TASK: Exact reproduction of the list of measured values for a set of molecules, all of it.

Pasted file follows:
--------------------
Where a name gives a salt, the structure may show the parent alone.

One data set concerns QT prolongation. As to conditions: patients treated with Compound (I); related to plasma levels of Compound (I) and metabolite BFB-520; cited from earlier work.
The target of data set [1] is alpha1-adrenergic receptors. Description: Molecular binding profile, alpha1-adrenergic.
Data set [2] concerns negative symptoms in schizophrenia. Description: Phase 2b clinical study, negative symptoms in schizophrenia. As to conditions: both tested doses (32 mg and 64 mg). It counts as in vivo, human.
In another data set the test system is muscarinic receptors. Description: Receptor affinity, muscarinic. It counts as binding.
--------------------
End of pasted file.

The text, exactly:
Where a name gives a salt, the structure may show the parent alone.

One data set concerns QT prolongation. As to conditions: patients treated with Compound (I); related to plasma levels of Compound (I) and metabolite BFB-520; cited from earlier work.
The target of data set [1] is alpha1-adrenergic receptors. Description: Molecular binding profile, alpha1-adrenergic.
Data set [2] concerns negative symptoms in schizophrenia. Description: Phase 2b clinical study, negative symptoms in schizophrenia. As to conditions: both tested doses (32 mg and 64 mg). It counts as in vivo, human.
In another data set the test system is muscarinic receptors. Description: Receptor affinity, muscarinic. It counts as binding.